The Association for Public Art (then known as the Fairmount Park Art Association) built on the success of its Museum Without Walls cell phone tour and leveraged the power of social media and smart phone technology to engage audiences in an online dialogue about Philadelphia’s vast public art collection. Whereas the Museum Without Walls project tells stories of significant artworks using pre-recorded messages that are accessible via cell phone, this new project has encouraged viewers to share in the dialogue by posting their own stories and impressions via social media platforms such as Twitter and Facebook. The Association for Public Art (aPA) worked with social media consultants to determine this strategy and develop a sustainable system that is responsive to rapidly moving advances in technology and digital media. aPA staff also created a new position of new media manager to oversee its new online initiatives, which have included a “flashlight mob” and Foursquare check-ins for public sculpture. The aPA hopes that this endeavor will result in greater interaction with both tourists and residents, enhancing their experience of the city’s historical and cultural assets.1
Karen Getz is a dancer, choreographer, and theater artist with comic flair.
Wyck will evaluate its current programming in advance of writing a new business plan that results in audience-centered programs with the potential to attract new visitors.
Carol Shloss is a nonfiction writer and a 1994 Pew Fellow.
In the first segment of a three-part conversation between Center Visiting Artist Ain Gordon and Center Executive Director Paula Marincola, they discuss Gordon’s role as a conduit between the Center and its grantees.
A Los Angeles-based dancer and choreographer, Dally is the artistic director of the Jazz Tap Ensemble, which she co-founded in 1979.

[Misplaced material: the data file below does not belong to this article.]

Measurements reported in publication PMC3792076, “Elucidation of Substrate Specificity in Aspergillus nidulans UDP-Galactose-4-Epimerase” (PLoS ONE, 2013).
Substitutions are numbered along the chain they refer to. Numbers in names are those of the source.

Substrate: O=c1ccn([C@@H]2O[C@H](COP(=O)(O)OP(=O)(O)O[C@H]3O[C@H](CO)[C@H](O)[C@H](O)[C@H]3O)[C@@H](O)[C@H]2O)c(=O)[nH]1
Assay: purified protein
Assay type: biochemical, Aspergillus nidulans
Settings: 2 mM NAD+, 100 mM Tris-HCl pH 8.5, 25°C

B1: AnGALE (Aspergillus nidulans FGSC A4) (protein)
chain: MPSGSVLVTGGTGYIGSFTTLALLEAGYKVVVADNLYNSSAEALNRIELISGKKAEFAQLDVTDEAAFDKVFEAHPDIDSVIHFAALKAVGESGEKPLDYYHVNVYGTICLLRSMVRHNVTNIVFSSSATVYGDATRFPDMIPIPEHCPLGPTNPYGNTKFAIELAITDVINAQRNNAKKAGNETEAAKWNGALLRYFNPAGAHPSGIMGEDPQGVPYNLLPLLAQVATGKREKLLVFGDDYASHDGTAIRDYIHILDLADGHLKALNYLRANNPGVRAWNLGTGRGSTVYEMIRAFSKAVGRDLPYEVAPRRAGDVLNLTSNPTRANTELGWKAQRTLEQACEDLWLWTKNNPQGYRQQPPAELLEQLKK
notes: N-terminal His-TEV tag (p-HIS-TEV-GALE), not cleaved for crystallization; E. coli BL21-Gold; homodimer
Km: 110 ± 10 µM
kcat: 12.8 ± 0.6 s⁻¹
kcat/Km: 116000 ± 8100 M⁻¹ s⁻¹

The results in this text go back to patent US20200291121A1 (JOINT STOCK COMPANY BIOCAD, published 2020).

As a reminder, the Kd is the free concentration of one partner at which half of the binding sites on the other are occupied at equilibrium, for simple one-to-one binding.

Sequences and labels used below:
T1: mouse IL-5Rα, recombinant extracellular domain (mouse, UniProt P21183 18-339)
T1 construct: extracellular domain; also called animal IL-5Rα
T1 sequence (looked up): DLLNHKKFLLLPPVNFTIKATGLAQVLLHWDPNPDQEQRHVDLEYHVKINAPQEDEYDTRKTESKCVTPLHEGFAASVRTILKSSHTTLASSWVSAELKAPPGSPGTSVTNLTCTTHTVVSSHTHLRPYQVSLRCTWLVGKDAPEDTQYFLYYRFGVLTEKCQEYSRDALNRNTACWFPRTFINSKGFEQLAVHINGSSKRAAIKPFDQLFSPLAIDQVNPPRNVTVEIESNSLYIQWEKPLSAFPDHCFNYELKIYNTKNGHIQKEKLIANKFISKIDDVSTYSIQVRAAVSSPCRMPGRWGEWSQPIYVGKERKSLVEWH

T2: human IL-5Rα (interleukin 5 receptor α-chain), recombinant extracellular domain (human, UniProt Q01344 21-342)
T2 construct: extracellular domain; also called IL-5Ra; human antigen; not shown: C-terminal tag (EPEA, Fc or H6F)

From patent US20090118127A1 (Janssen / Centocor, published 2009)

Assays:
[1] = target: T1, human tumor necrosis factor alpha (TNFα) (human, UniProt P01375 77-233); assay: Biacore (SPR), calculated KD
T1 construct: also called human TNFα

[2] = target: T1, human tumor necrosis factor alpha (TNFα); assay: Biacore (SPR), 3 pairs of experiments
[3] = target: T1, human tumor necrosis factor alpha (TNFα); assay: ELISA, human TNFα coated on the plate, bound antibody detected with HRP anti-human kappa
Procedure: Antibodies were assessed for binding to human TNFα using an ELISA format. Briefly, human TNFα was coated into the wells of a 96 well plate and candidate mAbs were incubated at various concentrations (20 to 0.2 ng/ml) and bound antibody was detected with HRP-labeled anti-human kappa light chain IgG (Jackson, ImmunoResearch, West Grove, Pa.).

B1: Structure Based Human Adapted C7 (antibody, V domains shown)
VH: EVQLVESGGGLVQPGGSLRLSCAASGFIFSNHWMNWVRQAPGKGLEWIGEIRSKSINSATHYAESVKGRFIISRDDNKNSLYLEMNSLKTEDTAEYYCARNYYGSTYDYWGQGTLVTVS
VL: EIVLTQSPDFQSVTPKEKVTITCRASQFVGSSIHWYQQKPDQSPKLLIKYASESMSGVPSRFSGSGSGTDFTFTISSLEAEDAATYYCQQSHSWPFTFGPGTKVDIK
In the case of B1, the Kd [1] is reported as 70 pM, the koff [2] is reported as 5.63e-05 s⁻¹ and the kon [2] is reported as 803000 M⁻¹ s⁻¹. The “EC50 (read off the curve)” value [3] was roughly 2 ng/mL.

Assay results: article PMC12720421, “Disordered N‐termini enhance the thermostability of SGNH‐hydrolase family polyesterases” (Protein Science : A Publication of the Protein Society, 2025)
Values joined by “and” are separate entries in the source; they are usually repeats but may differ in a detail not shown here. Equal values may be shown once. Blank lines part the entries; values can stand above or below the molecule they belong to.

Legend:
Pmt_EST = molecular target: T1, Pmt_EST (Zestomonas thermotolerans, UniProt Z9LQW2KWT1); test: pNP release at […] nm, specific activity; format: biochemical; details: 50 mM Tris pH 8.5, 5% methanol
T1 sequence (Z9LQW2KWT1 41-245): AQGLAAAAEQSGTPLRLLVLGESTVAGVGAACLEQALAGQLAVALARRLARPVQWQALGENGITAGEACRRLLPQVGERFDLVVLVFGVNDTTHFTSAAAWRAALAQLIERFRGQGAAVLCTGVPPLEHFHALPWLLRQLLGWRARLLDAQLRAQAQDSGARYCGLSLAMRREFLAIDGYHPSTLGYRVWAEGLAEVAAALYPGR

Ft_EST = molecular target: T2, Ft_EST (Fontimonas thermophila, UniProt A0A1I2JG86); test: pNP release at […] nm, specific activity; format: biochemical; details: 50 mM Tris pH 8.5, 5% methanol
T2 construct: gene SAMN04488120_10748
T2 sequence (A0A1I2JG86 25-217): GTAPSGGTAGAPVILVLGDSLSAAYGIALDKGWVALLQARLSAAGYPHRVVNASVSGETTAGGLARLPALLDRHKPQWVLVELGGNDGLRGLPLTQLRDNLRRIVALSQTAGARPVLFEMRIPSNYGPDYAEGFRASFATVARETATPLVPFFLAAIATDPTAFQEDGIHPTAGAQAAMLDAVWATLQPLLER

In the second segment of our three-part conversation with Center Visiting Artist Ain Gordon, he discusses his work throughout his residency period, including his role in the Center’s Push Me, Pull You project.
The Philadelphia Inquirer featured the Conservation Center for Art and Historic Artifacts’ fundraising campaign for its Pennsylvania’s Top 10 Endangered Artifacts project.
Yancey considers whether arts organizations be expected to approach their businesses with the same degree of courage and creativity that they expect of presenting artists.
Pig Iron Theatre Company launched the School for Advanced Performance Training: a two-year certificate program for actors and directors.
AUX Curatorial Fellow Jamillah James has organized an evening of performances by Colin Self and M. Lamar.
Vox Populi and AUX Performance Space will host Ann Hirsch and Jacolby Satterwhite in conversation, organized by AUX Curatorial Fellow Jamillah James.
Conductor Gil Rose’s dynamic performances and many recordings have garnered international critical praise. In 2012, he assumed the position of artistic director of Monadnock Music.